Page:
In the study above, researchers found that in addition to controlling blood sugar levels, daily intake of kimchi also helped lower cholesterol levels. Those who had the highest total cholesterol and LDL “bad” cholesterol levels had the largest dips in those readings—suggesting the food may be particularly helpful in those struggling with high cholesterol numbers. Some researchers think that the probiotics in the food bind to the cholesterol in the small intestine, preventing absorption, but we need more research to know exactly how it works.
An earlier 2011 study found that not only did kimchi help reduce fasting glucose and cholesterol, but it also helped reduce blood pressure and body weight. Participants who ate the fermented food once a day for two weeks showed significant decreases in body weight, body mass index, and body fat, as well as waist-hip ratio and fasting blood glucose. Differences in blood pressure and cholesterol were significantly greater in the group eating fermented kimchi than in those who ate fresh kimchi.
Researchers concluded that fermentation creates more beneficial effects because of the increase in lactic acid bacteria—the same one that’s in sauerkraut.
Do you consume sauerkraut or other fermented foods regularly? Please share any tips you may have.
* * *
Joint Association of High Cabbage/Sauerkraut Intake at 12-13 Years of Age and Adulthood with Reduced Breast Cancer Risk in Polish Migrant Women: Results from the US Component of the Polish Women’s Health Study (PWHS) ?Abstract # 3697, Dorothy Rybaczyk-Pathak, University of New Mexico, Albuquerque.?Poster Session C. 7:30 a.m., Wednesday, November 2, 2005, http://www.aacr.org/home/public–media/aacr-press-releases.aspx?d=553.
Szaefer H, et al., “Modulation of CYP1A1, CYP1A2, and CYP1B1 expression by cabbage juices and indoles in human breast cell lines,” Nutr Cancer, 2012 Aug; 64(6):879-88, http://www.ncbi.nlm.nih.gov/pubmed/22716309.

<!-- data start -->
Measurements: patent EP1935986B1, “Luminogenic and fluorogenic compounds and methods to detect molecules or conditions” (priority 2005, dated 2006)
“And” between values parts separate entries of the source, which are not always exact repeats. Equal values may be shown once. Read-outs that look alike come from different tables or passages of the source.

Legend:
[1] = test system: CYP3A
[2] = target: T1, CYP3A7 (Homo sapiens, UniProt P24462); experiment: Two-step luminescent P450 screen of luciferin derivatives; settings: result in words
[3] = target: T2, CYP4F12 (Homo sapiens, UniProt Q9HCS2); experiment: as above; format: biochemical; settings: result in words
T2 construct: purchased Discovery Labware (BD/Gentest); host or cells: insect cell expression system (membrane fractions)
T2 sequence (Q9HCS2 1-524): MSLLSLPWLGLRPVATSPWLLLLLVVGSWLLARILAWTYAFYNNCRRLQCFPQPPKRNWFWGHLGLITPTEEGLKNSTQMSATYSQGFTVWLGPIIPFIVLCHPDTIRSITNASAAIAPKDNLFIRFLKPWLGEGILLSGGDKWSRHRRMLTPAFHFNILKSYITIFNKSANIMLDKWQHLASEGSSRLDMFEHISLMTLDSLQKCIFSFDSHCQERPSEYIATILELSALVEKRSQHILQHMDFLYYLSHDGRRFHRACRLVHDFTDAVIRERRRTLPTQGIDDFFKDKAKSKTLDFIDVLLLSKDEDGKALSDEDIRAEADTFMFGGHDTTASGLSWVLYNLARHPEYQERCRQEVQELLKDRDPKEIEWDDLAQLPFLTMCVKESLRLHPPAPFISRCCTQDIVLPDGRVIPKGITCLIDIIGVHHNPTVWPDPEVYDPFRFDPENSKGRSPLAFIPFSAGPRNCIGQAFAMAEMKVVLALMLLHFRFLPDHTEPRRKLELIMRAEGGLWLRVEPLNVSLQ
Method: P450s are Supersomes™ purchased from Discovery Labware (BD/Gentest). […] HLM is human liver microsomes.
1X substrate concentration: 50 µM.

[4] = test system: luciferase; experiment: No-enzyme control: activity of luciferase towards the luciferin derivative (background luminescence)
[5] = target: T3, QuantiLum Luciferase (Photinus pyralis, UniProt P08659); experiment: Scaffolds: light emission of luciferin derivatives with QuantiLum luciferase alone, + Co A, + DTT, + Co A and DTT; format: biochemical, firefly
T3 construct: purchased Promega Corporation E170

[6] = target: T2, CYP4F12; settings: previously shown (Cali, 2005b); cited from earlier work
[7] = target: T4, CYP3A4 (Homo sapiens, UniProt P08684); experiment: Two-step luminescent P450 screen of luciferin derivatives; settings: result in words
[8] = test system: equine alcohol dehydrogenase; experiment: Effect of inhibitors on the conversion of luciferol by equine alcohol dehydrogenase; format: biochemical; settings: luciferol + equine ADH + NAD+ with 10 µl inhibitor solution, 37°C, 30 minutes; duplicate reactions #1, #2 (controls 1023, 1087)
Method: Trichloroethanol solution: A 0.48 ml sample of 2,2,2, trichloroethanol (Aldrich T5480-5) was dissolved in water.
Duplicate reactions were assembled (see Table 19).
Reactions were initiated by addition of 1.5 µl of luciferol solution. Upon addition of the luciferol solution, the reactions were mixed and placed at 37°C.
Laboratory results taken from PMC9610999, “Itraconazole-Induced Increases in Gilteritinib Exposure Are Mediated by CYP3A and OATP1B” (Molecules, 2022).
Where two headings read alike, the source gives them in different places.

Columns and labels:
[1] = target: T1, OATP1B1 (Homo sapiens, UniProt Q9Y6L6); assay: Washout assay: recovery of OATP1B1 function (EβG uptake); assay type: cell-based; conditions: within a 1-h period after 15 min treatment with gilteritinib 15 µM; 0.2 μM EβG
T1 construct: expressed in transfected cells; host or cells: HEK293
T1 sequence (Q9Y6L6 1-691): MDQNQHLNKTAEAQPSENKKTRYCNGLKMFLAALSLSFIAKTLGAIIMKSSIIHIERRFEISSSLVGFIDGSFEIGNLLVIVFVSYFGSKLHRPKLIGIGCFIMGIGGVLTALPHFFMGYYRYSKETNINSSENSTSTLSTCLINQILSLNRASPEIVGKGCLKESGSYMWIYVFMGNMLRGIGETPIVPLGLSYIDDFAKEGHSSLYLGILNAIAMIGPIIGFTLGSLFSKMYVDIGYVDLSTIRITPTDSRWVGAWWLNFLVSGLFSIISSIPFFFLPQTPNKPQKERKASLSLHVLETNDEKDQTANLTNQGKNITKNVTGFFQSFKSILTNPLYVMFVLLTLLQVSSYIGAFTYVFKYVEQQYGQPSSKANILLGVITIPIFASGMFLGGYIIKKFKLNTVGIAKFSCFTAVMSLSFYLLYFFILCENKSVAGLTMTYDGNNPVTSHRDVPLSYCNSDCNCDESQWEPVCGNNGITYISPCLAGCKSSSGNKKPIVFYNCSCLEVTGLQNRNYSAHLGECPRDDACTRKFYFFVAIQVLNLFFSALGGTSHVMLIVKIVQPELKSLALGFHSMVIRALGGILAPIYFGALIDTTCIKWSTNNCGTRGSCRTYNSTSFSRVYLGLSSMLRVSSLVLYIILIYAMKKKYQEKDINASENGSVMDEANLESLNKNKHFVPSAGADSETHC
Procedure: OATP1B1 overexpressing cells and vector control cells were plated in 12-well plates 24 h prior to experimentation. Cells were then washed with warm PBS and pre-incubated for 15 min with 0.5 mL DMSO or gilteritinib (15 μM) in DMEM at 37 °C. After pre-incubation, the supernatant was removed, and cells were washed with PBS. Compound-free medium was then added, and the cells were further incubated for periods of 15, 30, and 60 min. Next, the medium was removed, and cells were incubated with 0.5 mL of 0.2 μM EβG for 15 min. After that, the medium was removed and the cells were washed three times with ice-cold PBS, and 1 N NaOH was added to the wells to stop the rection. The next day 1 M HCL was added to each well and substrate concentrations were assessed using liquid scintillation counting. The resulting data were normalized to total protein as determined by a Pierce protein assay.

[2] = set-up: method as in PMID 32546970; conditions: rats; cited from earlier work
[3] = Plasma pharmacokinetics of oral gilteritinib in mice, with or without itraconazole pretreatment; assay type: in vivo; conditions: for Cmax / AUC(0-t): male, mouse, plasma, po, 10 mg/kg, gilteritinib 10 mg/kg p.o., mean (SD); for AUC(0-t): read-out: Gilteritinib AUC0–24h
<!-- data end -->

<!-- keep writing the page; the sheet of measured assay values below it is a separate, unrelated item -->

Szaefer, H, et al., “Modulation of carcinogen metabolizing cytochormes in P450 in rat liver and kidney by cabbage and sauerkraut juices: comparison with the effects of indole-3-carbinol and phenethyl isothiocyante,” Phytother Res 2012 Aug; 26(8): 1148-55, http://www.ncbi.nlm.nih.gov/pubmed/22173777.
Jasper Copping, “Sauerkraut could fight bird flu, say scientists,” Telegraph, November 15, 2005, http://www.telegraph.co.uk/news/uknews/3326273/Sauerkraut-could-fight-bird-flu-say-scientists.html.
Pundir Ram Kumar, et al., “Fermented Sauerkraut Juice as Antimicrobial Agent: An In Vitro Study,” International Research Journal of Pharmacy, 2013, 4(12): 46-49, http://www.irjponline.com/admin/php/uploads/2079_pdf.pdf.
Giuliano Rizzardini, et al., “Evaluation of the immune benefits of two probiotic strains Bifidobacterium animalis ssp. lactis, BB-12 and Lactobacillus paracasei ssp. paracasei, L. casei 431 in an influenza vaccination model: a randomized, double-blind placebo-controlled study, British Journal of Nutrition, March 2012; 107(6):876-884, http://journals.cambridge.org/action/displayAbstract?fromPage=online&aid=8369014&fulltextType=RA&fileId=S000711451100420X.
Jessica Brusco, “What Are the Health Benefits of Sauerkraut as a Fermented Food?” SF Gate, http://healthyeating.sfgate.com/health-benefits-sauerkraut-fermented-food-8989.html.
Yeap SK, et al., “Antihyperglycemic effects of fermented and nonfermented mung bean extracts on alloxan-induced-diabetic mice,” J Biomed Biotechnol. 2012;2012:285430, http://www.ncbi.nlm.nih.gov/pubmed/23091343.
Karen Vaughan, et al., “Vinegar, lemon juice and lactic acid fermented fruits and vegetables can reduce blood sugar spikes, lower the glycemic index of foods being fermented, and can cause weight loss. Information on how to make lactic acid fermented foods,” Alternative Health, January 29, 2005, http://www.acupuncturebrooklyn.com/alternative-health/vinegar-lemon-juice-and-lactic-acid-fermented-fruits-and-vegetables-can-reduce-blood-sugar-spikes-lower-the-glycemic-index-of-foods-being-fermented-and-can-cause-weight-loss-information-on-how-to-m.
“Kimchi each day keeps the doctor away? Korean superfood credited with lowering cholesterol, fasting blood glucose,” NY Daily News, Marhc 5, 2013, http://www.nydailynews.com/life-style/health/kimchi-cholesterol-lowering-superfood-study-article-1.1279677.
Seoyoung, “Korean fermented Kimchi reduces body weight and high blood pressure,” CNN, November 24, 2011, http://ireport.cnn.com/docs/DOC-708294.
Kim EK, et al., “Fermented kimchi reduces body weight and improves metabolic parameters in overweight and obese patients,” Nutr Res, 2011 Jun;31(6):436-43, http://www.ncbi.nlm.nih.gov/pubmed/21745625.